At the upcoming Planning and Zoning Commission meeting on Jan. 29, many interested Cos Cob residents will hear what is supposed to be a final decision in a battle over lot lines that may be the first step toward allowing the construction of a synagogue on Orchard Street.
In October, the Greenwich Reform Synagogue purchased property at 92 Orchard Street, then sought to divide the adjacent property at 96 Orchard Street in order to attain enough property to construct the new building. Contention over the issue began in November, when roughly 100 Cos Cob neighbors attended a Planning and Zoning meeting to protest the synagogue’s construction, citing concerns about increased traffic and a fear that the large structure would change the character of the residential neighborhood.
The Jan. 8 zoning meeting showed a similar strength in numbers, with plenty of Cos Cob residents prepared to speak against the lot line revision at 96 Orchard Street that would allow plans for the synagogue to move forward. Only limited comment ended up being heard, however, since many said they would reserve their remarks for the Jan. 29 meeting.
Thomas Heagney, attorney for the synagogue, noted in his comments to the commission at the Jan. 8 meeting that the zoning plan he originally submitted in the fall had been slightly amended to avoid violating lot shape requirements. The change was insignificant, however, because at the end of the day, “you’re starting with two lots and ending with two lots” and simply revising lines so that one becomes bigger and one smaller, he said.
With the crux of the matter lying in whether the division of land can be identified as a subdivision or a lot line revision, Mr. Heagney said he looked to similar cases within the state to find a definition of what a lot line revision is. West Hartford, he said, calls it “an adjustment or reallocation of property between two or more lots or parcels of land which does not create a new lot or a parcel of land and which is not subject of their subdivision regulations.”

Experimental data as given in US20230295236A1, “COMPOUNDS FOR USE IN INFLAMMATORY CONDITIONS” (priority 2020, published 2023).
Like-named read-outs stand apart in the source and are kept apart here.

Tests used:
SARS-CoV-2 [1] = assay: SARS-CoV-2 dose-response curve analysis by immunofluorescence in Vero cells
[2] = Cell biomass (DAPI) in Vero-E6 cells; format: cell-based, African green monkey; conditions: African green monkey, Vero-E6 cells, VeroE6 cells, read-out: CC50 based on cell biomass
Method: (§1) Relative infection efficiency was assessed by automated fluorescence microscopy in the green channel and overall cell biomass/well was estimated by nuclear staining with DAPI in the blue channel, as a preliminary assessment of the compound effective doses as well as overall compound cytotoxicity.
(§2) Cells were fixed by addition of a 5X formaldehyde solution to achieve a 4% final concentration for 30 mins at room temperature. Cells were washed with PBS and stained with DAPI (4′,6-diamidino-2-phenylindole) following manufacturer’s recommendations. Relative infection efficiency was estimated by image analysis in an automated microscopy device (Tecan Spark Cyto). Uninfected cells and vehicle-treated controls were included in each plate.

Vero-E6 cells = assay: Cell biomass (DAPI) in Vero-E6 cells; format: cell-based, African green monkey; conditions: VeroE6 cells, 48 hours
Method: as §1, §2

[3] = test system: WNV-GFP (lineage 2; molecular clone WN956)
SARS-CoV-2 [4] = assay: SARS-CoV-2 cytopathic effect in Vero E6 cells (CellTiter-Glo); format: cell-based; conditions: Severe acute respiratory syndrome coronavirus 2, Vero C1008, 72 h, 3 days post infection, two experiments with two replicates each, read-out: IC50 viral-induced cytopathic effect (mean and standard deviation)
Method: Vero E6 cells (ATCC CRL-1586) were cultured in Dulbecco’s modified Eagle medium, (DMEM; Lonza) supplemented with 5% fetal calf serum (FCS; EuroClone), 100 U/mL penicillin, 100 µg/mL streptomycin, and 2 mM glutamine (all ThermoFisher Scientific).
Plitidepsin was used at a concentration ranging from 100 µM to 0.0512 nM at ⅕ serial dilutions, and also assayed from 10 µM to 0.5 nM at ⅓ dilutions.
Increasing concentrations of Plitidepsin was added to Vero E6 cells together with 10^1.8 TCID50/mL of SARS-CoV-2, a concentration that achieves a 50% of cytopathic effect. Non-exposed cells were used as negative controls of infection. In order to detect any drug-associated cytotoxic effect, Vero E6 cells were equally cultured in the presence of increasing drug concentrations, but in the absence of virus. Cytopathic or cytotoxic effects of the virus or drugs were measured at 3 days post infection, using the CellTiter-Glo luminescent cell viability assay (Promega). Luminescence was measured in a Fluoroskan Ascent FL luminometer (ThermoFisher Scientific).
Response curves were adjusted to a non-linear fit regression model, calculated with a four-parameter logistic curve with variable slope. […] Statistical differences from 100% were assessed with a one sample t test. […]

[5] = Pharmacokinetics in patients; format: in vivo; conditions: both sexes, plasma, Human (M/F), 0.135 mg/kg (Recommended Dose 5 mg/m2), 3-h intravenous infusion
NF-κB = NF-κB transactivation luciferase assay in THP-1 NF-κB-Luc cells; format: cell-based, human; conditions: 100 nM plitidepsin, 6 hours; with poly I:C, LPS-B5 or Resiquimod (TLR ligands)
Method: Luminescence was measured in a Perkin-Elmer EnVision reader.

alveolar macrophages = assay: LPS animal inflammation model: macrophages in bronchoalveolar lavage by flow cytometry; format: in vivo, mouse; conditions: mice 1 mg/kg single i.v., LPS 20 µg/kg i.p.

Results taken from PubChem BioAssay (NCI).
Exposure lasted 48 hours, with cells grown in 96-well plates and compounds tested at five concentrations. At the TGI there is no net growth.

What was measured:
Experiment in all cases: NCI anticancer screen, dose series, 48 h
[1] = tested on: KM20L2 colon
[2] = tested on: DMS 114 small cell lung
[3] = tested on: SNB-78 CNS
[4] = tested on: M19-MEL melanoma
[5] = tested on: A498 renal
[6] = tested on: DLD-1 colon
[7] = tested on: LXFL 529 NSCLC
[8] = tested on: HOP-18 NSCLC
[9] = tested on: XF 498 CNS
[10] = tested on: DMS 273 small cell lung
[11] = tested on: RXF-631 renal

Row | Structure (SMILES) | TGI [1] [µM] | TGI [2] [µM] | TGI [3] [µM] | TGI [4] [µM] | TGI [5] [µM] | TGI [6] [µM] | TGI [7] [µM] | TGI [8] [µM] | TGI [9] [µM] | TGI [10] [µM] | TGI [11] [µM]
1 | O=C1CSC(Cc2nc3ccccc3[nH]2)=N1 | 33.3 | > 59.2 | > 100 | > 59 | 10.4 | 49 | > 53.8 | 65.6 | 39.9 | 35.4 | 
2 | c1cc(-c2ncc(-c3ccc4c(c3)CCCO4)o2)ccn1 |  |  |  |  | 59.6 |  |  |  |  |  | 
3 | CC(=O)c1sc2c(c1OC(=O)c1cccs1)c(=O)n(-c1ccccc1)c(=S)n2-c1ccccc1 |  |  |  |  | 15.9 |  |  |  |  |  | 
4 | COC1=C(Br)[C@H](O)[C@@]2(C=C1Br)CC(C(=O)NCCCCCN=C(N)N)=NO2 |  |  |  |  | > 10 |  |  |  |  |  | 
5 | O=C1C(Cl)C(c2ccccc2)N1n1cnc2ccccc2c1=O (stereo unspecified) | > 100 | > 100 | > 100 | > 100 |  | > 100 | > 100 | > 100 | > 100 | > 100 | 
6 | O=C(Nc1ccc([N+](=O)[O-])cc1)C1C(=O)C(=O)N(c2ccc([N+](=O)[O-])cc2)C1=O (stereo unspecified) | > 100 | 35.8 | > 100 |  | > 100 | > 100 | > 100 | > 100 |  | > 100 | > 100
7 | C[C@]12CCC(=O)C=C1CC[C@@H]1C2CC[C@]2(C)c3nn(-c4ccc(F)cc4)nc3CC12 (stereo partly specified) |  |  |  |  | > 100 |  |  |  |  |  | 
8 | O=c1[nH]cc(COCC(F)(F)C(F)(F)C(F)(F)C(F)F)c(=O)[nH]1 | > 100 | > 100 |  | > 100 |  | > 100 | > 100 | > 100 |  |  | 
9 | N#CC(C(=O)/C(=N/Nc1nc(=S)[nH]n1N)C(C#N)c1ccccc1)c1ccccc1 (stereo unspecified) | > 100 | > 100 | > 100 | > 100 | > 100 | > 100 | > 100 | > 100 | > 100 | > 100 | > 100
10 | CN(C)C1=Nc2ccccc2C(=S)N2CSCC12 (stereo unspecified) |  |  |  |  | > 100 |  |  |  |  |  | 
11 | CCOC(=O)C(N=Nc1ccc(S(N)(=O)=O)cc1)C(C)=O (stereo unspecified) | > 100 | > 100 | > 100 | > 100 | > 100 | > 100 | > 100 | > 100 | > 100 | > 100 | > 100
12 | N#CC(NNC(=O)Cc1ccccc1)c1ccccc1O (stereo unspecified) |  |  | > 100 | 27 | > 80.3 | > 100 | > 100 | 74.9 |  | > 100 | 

The synagogue’s proposed plan, therefore, should not be considered a subdivision because a new lot is not being created, he said.
Mario Coppola, attorney for the Cos Cob residents opposing the development, refuted Mr. Heagney’s comments, claiming that the amended proposal is “bad planning practice.” The amended plan, he said, made material changes to the proposal by doubling the size of the parcel at 92 Orchard Street while simultaneously decreasing the property’s frontage. This plan, he said, would decrease space where it is needed most, as the frontage would be the area where cars and people entered and exited the property.
Creating two odd-shaped lots when subdividing land “just doesn’t make sense,” Mr. Coppola said. “That’s why the applicant didn’t propose it in the first place.”
Mr. Coppola also reiterated arguments he made at the November Planning and Zoning meeting, arguing that the proposed synagogue application constitutes a subdivision, not a mere lot line revision. During the meeting, Mr. Coppola cited a case similar to the one in question, Balf Company v. the Manchester Zoning Board of Appeals, which ultimately determined that the splitting of the involved properties constituted a subdivision.
Furthermore, he said, Greenwich gets its zoning authority from a special act of legislature, which provides that a subdivision is the creation of two or more lots, as opposed to the Connecticut General Statutes used by the majority of the state, which says a subdivision is the creation of three or more lots.
After hearing from the attorneys, however, the commission asked for briefs from each of them, summarizing cases that would support each side’s conclusion regarding subdivisions and lot lines. In order to sufficiently review the briefs, the commission said it would need time, and it ultimately decided that a final decision for the application would not be made that night, instead pushing it to the Jan. 29 meeting.
Though many members of the public who had signed up to speak deferred until the following meeting, others could not wait. Tom Dianis, whose property is the only one that abuts both 92 and 96 Orchard Street, submitted to the commission a petition with a number of signatures from Cos Cob residents who opposed the construction of the synagogue, adding that he found it “distressing” that no one from the synagogue had informed him of the amended lot line proposal.
Rick Novakowski also addressed the commission, saying that the applicant’s attempt to be forthcoming was only “piecemeal.” He said families both old and young within the neighborhood surrounding Orchard Street would have their entire vision of what their home life would be like compromised if a large structure that would attract a lot of activity were to be constructed there.
“We want to make ourselves known that we are opposed to what’s going on and also conscious of what’s going on,” Mr. Novakowski said.
Representative Town Meeting member and Cos Cob resident Chris von Keyserling echoed Mr. Novakowski’s comments, saying the addition of a synagogue would change the Orchard Street neighborhood’s use from residential to institutional and calling the potential impact on neighborhood families “disturbing.”
The next Planning and Zoning Commission meeting will take place on Jan. 29 at 7 p.m. in the Town Hall Meeting Room.